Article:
Is there a graceful way to make the transition from being a ground dweller to being a hammock-hanging Ewok? (Well, Ewoks sleep in trees, don't they?) Ideally without spending a mint all at once?
I've done a lot of clueless weekends, and I've tented for all of them. I have my tent system fairly well tuned to suit me. I sleep well. Ordinarily, I wouldn't even ask the question. But the last couple or three weekends that I've done have been in areas that have been all dense spruce and balsam, or dense viburnum, or sharp rocks, or steep slopes, or really wet clay. It's been rather a challenge to find sites that were safe, comfortable and lawful - and I'm actually fairly good at stealth camping, it's just that I've been weekending in some difficult terrain lately.
Elf kind of put a bug in my ear when he mentioned, on our trip two weekends ago, that it was one of the few times he'd been out that he'd have been seriously tempted to try hammocking. And I just came into a little bit of 'found money' - some generic gift cards that I could put toward (among others) Cabela's, REI, Amazon, or overstock.com. If any of those would have anything suitable.
I've tried at various times asking my hiking partners who hang. They're no help at all, because they got started with hanging at the same time they got started with backpacking! They're as ignorant of tents as I am of hammocks, and have nothing to offer about making the transition.
For what it's worth, if it makes a difference to your answer, I'm 6'1", 190 lb and a side sleeper.
If I were to go the hammock route, is there a way I can make the transition slowly? From what I can see on the places I've looked at, Hennessy is the only brand I'm likely to find that I can buy with the "found money." But I've seen nice reviews, at least of the hammock proper. I gather that a largish guy like me needs something like the Explorer Ultralite A-sym; I'm just slightly too tall for the Scout or Expedition. Do the hammockers think that's a reasonable choice? The one at REI seems to come with a nylon tarp prechosen (as opposed to the array of choices at Hennessy) but the choice doesn't look too different from what I might have picked anyway.
What about insulation? In mild weather, can I make do at first by hacking up some closed-cell foam into a pad-with-wings like the one that used to be on SGT Rock's site, or am I going to regret that immediately? I recognize that I'll probably want a proper underquilt eventually, but I'm wondering if I can delay the purchase until I learn whether I can actually get a good night's sleep in a hammock at all.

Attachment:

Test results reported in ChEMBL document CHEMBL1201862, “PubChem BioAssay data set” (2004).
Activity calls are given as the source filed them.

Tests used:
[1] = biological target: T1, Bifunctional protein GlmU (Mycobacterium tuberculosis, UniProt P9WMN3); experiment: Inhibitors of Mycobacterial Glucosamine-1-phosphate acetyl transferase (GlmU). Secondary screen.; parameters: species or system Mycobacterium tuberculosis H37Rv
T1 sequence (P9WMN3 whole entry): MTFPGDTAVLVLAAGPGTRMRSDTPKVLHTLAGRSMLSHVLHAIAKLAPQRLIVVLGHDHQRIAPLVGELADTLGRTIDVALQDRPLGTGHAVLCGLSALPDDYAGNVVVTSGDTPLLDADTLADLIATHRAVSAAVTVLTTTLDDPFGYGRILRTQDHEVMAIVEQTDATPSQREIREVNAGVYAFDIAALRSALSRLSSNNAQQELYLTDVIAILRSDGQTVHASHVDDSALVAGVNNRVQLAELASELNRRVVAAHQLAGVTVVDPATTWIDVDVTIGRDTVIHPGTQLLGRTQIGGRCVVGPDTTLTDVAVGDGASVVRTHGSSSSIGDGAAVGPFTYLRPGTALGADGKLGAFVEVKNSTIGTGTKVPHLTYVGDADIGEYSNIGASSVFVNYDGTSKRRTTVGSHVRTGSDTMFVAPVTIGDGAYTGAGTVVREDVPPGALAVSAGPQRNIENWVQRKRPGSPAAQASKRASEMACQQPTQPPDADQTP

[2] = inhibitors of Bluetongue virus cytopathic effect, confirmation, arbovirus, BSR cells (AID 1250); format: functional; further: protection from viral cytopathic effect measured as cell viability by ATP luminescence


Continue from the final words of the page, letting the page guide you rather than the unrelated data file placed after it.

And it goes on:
I presume that an unzipped (or zipped, for that matter!) sleeping bag will do for a top quilt. It'll "leave me with a further opportunity" down the road to reduce pack weight and volume, of course, since I'm sure that a proper quilt is smaller and lighter, but again, I'm mostly looking to test the waters!
I'd imagine that, unless I unexpectedly turn into one of the proselytizing hammock zealots, that I'd be after a three-season kit. I'm perfectly willing to go to ground in the winter. For one thing, there are a lot more tent sites once there's a decent snowpack!) I'm therefore not foreseeing having to tool up a hammock rig for cold weather. I'd mostly want to be set up for stealth camping in difficult terrain (as I said, dense brush, steep slopes, sharp rocks, wet clay ...) with abundant trees.
I'm well aware of the phenomenon of getting a piece of gear to try things out, then trading it in on a slightly better one, then .... until you've spent several times what the good stuff would have cost to begin with. So if you think I'm about to embark on that course, warn me off it!
Of course, I'm overthinking this. Have you ever known anything that I didn't overthink? And even at that, I'm going to wind up doing it all wrong, or why would I be asking on this site? So, is anyone willing to help the clueless?
(I'm not asking on HF, at least not yet, because I'd wind up trying to drink from the fire hose and ending more confused than when I began. Also, I haven't been there since the meltdown. And that's all I'm going to say, because the purpose of this site isn't to complain about other sites.)
I'm not lost. I know where I am. I'm right here.